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Housing takes backseat in growth plan
The preferred land use map for development the City Council wants staff to pursue for the general plan update is designed to bring more employers like Penske Logistics that operates a distribution center for Lowe’s Home Improvement Center on Airport Way at Roth Road in northwest Manteca.

Mayor Ben Cantu looked at the marching orders the City Council was about to give staff on general plan land use designations for the coming decade and noted elected leaders did what they promised voters they would do.

“The emphasis is more on jobs than housing,” Cantu said.

That could qualify as an understatement.

After being told repeatedly that Manteca was losing out to Tracy, Lathrop, and Stockton in the hunt for distribution centers and employment centers due to a lack of available space zoned for industrial uses as well as sites that are readily available to develop, the council on Tuesday embraced a preferred land use map for the general plan update that if ultimately is adopted will put Manteca on steroids in terms of land set aside for industrial as well as business park uses.

The land use map calls for industrial between the railroad tracks and Airport Way from Yosemite Avenue almost all the way to French Camp Road.

Half of the area bordered by the envisioned Roth Road extension on the south, Union Road on the east, French Camp Road on the north and Airport Way on the west is also envisioned for industrial uses with the other have being set aside for business parks that are essentially light industrial uses.

The biggest — and arguably the best situated for development with minimum impact on residents — is along French Camp Road east of Highway 99.  The council wants everything north of the future extension of Roth Road to Austin Road and south of French Camp Road to be zoned industrial.

Developer Bill Filios noted the area has existing updated freeway access via the recently completed French Camp/Highway 99 interchange. Trucks would not pass thru either commercial or residential areas to go to and from the site. It is also along a rail line and consists of large flat parcels used primarily for row crops with minimal structural improvements.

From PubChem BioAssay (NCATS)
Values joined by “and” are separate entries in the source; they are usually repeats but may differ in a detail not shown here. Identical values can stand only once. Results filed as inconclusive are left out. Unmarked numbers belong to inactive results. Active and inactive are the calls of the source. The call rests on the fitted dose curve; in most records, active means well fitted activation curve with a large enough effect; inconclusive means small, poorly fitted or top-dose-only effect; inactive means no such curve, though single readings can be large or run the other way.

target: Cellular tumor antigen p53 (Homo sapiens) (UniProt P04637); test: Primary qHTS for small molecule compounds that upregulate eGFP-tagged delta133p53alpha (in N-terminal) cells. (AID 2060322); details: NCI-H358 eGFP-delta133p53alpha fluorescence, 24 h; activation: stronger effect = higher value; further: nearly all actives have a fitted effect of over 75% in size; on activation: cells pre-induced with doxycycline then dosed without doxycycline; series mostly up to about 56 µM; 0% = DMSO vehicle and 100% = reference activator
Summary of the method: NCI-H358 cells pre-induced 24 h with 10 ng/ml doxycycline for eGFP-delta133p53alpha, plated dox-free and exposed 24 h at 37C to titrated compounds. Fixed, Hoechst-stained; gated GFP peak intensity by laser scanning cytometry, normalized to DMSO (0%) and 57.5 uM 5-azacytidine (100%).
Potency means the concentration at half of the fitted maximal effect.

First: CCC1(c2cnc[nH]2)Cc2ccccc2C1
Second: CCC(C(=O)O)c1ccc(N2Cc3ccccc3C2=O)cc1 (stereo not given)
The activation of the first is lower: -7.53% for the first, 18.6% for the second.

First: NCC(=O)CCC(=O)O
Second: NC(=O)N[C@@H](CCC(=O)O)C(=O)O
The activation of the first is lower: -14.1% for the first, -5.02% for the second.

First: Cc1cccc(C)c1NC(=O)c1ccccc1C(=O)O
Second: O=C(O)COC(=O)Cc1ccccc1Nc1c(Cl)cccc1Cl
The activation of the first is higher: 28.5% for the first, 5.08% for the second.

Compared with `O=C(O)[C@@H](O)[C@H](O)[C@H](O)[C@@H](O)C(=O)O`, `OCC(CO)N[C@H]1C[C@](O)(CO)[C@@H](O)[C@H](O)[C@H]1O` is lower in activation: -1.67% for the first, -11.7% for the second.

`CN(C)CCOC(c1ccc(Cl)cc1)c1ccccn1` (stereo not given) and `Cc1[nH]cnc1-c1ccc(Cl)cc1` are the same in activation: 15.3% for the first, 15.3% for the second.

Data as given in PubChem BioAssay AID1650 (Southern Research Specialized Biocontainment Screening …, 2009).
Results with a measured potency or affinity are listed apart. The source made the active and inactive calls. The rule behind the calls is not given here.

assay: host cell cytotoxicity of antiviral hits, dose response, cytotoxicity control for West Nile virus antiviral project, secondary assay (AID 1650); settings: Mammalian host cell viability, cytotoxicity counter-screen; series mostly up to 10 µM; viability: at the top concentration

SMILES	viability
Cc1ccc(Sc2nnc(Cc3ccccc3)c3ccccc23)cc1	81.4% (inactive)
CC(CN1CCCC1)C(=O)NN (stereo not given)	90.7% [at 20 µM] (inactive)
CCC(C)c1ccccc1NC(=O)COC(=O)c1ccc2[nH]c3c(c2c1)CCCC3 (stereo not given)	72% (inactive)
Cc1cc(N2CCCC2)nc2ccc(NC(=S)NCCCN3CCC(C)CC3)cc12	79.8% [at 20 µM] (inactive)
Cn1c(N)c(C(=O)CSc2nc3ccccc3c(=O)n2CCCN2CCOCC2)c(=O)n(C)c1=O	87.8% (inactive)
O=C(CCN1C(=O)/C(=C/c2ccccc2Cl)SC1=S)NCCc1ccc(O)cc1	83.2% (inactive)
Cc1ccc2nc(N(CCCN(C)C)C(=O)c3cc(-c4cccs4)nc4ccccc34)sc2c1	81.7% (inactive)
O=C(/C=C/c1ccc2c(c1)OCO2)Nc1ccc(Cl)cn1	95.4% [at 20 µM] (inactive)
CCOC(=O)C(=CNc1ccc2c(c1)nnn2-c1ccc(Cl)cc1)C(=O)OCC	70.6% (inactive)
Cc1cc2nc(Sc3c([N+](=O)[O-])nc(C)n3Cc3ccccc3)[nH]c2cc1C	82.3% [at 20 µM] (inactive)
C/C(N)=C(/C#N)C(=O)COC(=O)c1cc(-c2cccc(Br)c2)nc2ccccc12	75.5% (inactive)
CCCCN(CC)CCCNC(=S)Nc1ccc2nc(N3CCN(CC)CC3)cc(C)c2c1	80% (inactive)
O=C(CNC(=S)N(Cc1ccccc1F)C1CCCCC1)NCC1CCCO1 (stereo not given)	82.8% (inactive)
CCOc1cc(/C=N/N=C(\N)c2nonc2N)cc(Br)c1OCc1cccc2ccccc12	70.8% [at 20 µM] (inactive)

Filios said that all you need to do to develop the land is to extend utilities. Given it is all industrial the city could easily allow a separate water well system and even septic systems until such time that city utilities reach the area.

The preferred land use plan the council went with also includes a large area designated for business parks south of the Roth Road extension east of the freeway. Unlike the industrial area to the north, the land tagged for business park development would run from the freeway to as point midway between Castle Road and Austin Road.

The council kept the industrial land zoning to the south of the Austin Road/Highway 99 interchange in southeast Manteca in place.

That said they made it clear if the Raymus Expressway interchange with Highway 99 that has a $150 million price tag due to the need to shift Highway 99 to the east to make it work doesn’t materialize  the city should be open to allowing residential in the area. That would avoid sending truck traffic through future residential and commercial areas to reach the freeway via Austin Road.

In addition land currently approved for 1,014 homes on the southwest corner of Louise Avenue and Airport Way is being pursued by a developer for conversion to a business park with 4.9 million square feet of buildings.

The preferred land use does include additional areas for housing.  Almost half of the area involved to the north, northeast and southeast is zoned for the development of employment centers.

To contact Dennis Wyatt, email